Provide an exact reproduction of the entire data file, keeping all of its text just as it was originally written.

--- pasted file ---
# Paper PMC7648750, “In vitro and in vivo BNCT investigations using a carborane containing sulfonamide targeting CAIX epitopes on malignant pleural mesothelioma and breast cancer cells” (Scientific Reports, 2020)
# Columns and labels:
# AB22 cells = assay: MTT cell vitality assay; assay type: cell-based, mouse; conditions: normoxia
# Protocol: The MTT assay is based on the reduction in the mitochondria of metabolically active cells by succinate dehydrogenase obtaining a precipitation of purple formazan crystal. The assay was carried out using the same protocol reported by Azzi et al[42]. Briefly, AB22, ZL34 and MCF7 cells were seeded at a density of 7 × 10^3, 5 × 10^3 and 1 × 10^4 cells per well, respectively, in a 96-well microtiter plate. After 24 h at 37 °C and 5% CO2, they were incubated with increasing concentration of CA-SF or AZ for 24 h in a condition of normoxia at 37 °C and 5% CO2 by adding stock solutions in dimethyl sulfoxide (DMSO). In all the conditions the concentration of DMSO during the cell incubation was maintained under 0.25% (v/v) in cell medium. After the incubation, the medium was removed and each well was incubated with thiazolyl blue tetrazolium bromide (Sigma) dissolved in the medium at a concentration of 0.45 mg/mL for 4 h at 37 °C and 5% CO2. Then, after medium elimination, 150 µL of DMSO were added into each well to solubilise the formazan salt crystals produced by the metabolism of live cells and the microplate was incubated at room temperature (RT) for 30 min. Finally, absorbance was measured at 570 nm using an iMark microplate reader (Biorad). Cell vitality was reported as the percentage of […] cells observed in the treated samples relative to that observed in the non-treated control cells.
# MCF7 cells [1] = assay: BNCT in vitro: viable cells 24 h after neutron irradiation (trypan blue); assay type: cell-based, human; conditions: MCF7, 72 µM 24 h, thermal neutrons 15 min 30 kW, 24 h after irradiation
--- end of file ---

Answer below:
# Paper PMC7648750, “In vitro and in vivo BNCT investigations using a carborane containing sulfonamide targeting CAIX epitopes on malignant pleural mesothelioma and breast cancer cells” (Scientific Reports, 2020)
# Columns and labels:
# AB22 cells = assay: MTT cell vitality assay; assay type: cell-based, mouse; conditions: normoxia
# Protocol: The MTT assay is based on the reduction in the mitochondria of metabolically active cells by succinate dehydrogenase obtaining a precipitation of purple formazan crystal. The assay was carried out using the same protocol reported by Azzi et al[42]. Briefly, AB22, ZL34 and MCF7 cells were seeded at a density of 7 × 10^3, 5 × 10^3 and 1 × 10^4 cells per well, respectively, in a 96-well microtiter plate. After 24 h at 37 °C and 5% CO2, they were incubated with increasing concentration of CA-SF or AZ for 24 h in a condition of normoxia at 37 °C and 5% CO2 by adding stock solutions in dimethyl sulfoxide (DMSO). In all the conditions the concentration of DMSO during the cell incubation was maintained under 0.25% (v/v) in cell medium. After the incubation, the medium was removed and each well was incubated with thiazolyl blue tetrazolium bromide (Sigma) dissolved in the medium at a concentration of 0.45 mg/mL for 4 h at 37 °C and 5% CO2. Then, after medium elimination, 150 µL of DMSO were added into each well to solubilise the formazan salt crystals produced by the metabolism of live cells and the microplate was incubated at room temperature (RT) for 30 min. Finally, absorbance was measured at 570 nm using an iMark microplate reader (Biorad). Cell vitality was reported as the percentage of […] cells observed in the treated samples relative to that observed in the non-treated control cells.
# MCF7 cells [1] = assay: BNCT in vitro: viable cells 24 h after neutron irradiation (trypan blue); assay type: cell-based, human; conditions: MCF7, 72 µM 24 h, thermal neutrons 15 min 30 kW, 24 h after irradiation